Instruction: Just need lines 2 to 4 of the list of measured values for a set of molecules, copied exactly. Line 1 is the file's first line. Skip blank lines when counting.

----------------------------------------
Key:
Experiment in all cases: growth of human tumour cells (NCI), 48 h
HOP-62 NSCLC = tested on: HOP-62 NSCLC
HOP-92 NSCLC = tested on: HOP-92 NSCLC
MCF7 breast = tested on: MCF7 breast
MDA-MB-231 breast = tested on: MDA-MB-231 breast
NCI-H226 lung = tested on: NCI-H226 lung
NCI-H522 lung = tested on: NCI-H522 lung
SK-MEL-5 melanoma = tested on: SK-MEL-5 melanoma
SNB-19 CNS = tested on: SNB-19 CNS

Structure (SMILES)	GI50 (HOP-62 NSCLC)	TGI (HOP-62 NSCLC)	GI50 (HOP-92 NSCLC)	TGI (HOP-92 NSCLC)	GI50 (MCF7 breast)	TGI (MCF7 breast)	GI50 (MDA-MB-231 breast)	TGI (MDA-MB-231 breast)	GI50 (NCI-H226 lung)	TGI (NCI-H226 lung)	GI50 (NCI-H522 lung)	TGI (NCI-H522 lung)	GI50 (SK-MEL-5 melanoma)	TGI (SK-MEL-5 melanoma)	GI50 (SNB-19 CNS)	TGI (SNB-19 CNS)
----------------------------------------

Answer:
Experiment in all cases: growth of human tumour cells (NCI), 48 h
HOP-62 NSCLC = tested on: HOP-62 NSCLC
HOP-92 NSCLC = tested on: HOP-92 NSCLC